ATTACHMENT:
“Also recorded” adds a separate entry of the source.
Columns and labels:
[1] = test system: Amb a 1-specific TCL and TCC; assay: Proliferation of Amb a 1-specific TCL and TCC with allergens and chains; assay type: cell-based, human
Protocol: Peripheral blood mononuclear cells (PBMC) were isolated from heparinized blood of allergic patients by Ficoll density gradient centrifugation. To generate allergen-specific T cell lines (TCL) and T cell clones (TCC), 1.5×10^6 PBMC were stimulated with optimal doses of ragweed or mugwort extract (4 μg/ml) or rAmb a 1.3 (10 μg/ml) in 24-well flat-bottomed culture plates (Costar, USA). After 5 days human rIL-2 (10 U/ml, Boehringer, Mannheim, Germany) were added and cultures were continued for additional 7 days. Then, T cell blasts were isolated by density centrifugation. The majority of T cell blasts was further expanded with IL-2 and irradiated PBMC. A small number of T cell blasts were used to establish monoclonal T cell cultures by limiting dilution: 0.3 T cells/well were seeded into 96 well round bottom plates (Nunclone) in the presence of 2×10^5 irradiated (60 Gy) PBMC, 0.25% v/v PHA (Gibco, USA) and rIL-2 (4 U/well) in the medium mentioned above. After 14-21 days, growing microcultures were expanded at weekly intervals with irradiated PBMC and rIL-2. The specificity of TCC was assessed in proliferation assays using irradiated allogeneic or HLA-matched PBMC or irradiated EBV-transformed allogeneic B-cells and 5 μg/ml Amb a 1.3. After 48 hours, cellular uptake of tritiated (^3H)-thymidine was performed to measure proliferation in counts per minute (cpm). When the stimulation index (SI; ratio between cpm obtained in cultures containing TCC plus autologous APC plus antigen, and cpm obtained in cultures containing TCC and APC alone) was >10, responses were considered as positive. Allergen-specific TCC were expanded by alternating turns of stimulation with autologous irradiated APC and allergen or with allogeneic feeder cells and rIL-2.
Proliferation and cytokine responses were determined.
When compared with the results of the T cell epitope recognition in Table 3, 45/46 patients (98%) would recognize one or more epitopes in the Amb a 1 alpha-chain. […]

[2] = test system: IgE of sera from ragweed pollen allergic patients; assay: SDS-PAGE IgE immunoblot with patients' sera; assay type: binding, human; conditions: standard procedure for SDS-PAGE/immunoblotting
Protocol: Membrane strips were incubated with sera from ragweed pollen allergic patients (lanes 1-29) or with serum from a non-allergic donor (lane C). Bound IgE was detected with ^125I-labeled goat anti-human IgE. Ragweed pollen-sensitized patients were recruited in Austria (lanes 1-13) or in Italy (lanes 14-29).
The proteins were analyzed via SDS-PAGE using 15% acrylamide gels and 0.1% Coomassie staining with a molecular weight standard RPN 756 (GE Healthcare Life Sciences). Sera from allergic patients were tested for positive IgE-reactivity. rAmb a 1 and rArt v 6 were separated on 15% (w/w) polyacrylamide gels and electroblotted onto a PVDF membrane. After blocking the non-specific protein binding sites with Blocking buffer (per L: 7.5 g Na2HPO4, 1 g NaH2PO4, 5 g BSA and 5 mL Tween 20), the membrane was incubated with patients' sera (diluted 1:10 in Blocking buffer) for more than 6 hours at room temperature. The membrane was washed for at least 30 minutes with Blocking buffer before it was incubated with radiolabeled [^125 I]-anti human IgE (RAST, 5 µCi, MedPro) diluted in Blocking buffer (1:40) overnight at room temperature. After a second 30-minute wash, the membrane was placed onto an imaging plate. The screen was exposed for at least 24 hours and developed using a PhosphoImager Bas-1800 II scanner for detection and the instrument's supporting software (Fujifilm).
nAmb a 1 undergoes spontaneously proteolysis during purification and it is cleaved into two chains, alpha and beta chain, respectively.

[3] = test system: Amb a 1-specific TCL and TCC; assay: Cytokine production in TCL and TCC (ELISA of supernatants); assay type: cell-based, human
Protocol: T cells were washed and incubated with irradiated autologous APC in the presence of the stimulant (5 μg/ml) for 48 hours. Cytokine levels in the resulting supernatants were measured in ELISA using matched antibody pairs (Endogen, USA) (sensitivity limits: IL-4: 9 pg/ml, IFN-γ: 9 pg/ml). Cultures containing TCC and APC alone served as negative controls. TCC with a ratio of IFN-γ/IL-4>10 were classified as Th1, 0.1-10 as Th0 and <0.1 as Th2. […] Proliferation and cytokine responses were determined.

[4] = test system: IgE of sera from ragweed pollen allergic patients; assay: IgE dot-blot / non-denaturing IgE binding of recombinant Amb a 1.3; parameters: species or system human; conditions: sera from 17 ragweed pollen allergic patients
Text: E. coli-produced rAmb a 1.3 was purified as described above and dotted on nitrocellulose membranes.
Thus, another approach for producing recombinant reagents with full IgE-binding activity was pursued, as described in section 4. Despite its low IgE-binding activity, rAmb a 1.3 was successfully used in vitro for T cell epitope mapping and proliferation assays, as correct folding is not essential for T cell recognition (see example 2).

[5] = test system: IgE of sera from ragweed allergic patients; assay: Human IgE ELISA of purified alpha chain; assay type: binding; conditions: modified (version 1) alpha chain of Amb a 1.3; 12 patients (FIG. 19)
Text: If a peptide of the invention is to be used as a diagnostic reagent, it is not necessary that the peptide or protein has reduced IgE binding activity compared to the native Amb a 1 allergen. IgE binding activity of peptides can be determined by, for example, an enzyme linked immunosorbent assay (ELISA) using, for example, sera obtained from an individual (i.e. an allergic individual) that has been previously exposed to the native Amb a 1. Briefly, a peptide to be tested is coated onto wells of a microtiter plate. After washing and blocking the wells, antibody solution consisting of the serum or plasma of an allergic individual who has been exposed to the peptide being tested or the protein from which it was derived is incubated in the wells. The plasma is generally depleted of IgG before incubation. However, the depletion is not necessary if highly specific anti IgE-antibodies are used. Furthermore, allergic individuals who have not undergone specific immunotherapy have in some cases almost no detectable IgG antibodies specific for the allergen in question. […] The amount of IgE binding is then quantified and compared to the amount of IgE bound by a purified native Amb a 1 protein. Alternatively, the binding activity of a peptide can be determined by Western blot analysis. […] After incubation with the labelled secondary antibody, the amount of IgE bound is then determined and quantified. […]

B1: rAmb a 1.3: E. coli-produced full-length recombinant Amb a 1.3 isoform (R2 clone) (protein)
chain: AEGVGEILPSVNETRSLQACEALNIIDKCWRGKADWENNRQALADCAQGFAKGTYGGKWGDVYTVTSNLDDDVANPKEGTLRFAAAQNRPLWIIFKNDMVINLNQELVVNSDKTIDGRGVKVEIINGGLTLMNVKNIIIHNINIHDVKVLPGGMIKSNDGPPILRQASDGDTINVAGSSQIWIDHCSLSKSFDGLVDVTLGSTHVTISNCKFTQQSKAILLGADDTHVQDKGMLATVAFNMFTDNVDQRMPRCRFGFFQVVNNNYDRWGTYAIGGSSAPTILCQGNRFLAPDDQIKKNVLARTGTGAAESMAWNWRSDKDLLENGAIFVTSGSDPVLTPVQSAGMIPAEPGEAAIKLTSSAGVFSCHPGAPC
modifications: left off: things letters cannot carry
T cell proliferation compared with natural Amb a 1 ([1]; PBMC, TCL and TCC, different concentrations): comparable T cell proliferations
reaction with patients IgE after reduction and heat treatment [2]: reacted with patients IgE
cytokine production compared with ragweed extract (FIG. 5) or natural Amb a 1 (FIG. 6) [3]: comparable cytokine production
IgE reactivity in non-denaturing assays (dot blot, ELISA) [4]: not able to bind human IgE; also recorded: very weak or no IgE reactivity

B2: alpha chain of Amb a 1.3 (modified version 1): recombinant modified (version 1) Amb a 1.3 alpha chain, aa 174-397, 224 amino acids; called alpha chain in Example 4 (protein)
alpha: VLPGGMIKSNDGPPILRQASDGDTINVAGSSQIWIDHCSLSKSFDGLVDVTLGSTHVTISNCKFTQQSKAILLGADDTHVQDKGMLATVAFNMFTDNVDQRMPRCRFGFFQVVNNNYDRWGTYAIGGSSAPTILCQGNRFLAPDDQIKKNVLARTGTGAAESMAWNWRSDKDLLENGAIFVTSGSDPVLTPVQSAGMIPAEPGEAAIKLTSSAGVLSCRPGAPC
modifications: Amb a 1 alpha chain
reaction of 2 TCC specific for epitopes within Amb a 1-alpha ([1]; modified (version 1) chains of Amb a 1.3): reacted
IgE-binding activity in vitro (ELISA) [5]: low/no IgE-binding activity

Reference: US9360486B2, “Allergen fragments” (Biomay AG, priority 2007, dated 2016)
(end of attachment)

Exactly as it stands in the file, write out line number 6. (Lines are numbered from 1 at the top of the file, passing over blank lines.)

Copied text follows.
When compared with the results of the T cell epitope recognition in Table 3, 45/46 patients (98%) would recognize one or more epitopes in the Amb a 1 alpha-chain. […]